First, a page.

Kashmir Introduction
  Introduction :
  Kashmir Geography:

Kashmir History:

  Kashmir Conflict :
  UN Resolution:
  The Brink of War 2001:
  Kargil Conflict 1999:
  Kashmir Insurgency 1989:
  Kashmir War 1947-1948:
  Independent Kashmir:
  Kashmir Future?:
  A Smaller Indep. Kashmir:

Kashmir War 1947 - 1948

The first Indo-Pakistani war started after armed tribesmen from Pakistan's north-west frontier province invaded Kashmir in October 1947.
Besieged both by a revolt in his state and by the invasion, the Maharaja requested armed assistance from the government of India. In return he acceded to India, handing over powers of defence, communication and foreign affairs.
Both India and Pakistan agreed that the accession would be confirmed by a referendum once hostilities had ceased.

Historians continue to debate the precise timing when the Maharaja of Jammu and Kashmir signed the instrument of accession and the Indian army moved into the state, arguing that the Maharaja acceded to India under duress.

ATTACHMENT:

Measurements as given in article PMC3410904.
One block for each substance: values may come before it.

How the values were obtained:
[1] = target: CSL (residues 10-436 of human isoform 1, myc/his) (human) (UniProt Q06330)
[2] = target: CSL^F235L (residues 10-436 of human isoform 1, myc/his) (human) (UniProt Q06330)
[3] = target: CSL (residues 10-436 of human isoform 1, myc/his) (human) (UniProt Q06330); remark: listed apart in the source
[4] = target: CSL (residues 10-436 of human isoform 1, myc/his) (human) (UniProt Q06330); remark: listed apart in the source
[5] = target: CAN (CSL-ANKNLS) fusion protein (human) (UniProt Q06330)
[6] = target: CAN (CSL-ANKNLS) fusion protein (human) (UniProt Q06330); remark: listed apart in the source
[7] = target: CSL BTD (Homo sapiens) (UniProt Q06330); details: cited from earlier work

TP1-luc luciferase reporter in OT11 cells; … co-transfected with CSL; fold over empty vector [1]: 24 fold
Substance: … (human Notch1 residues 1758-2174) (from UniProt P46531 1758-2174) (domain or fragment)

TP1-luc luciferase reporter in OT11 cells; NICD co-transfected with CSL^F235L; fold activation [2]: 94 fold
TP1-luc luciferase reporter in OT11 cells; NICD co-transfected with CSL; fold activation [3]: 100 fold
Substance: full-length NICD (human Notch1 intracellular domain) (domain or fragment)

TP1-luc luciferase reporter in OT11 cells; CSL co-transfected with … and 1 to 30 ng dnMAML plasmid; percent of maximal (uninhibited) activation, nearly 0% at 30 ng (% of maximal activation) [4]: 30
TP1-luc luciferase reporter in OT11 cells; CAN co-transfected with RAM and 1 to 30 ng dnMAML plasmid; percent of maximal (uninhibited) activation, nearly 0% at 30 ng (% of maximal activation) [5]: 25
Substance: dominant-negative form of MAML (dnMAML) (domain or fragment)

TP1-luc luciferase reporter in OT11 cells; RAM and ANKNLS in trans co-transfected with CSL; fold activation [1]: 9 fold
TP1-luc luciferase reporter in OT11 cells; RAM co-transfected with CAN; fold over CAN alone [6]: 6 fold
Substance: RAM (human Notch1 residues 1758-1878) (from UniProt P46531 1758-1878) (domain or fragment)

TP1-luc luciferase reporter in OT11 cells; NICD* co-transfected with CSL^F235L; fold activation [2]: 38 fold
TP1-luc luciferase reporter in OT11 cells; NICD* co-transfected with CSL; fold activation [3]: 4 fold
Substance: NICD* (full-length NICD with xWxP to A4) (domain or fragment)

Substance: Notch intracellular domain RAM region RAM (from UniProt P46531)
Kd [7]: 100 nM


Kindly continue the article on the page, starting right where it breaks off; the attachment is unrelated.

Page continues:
In May 1948, the regular Pakistani army was called upon to protect Pakistan's borders. Fighting continued throughout the year between Pakistani irregular troops and the Indian army.
The war ended on 1 January 1949 when a ceasefire was arranged by the United Nations, which recommended that both India and Pakistan should adhere to their commitment to hold a referendum in the state. A ceasefire line was established where the two sides stopped fighting and a UN peacekeeping force established. The referendum, however, has never been held.
In 1954 Jammu and Kashmir's accession to India was ratified by the state's constituent assembly. In 1957, it approved its own constitution, modelled along the Indian constitution. Since that time India has regarded that part of the state which it controls as an integral part of the Indian union.
To the west of the ceasefire line, Pakistan controls roughly one third of the state. A small region, which the Pakistanis call Azad (Free) Jammu and Kashmir, and the Indians call Pakistani-occupied Kashmir, is semi-autonomous. The larger area, which includes the former kingdoms of Hunza and Nagar, called the northern areas, is directly administered by Pakistan.
In 1962-3, following the 1962 Sino-Indian war, India and Pakistan held talks under the auspices of Britain and the US in an attempt to resolve their differences over Kashmir, but without success.

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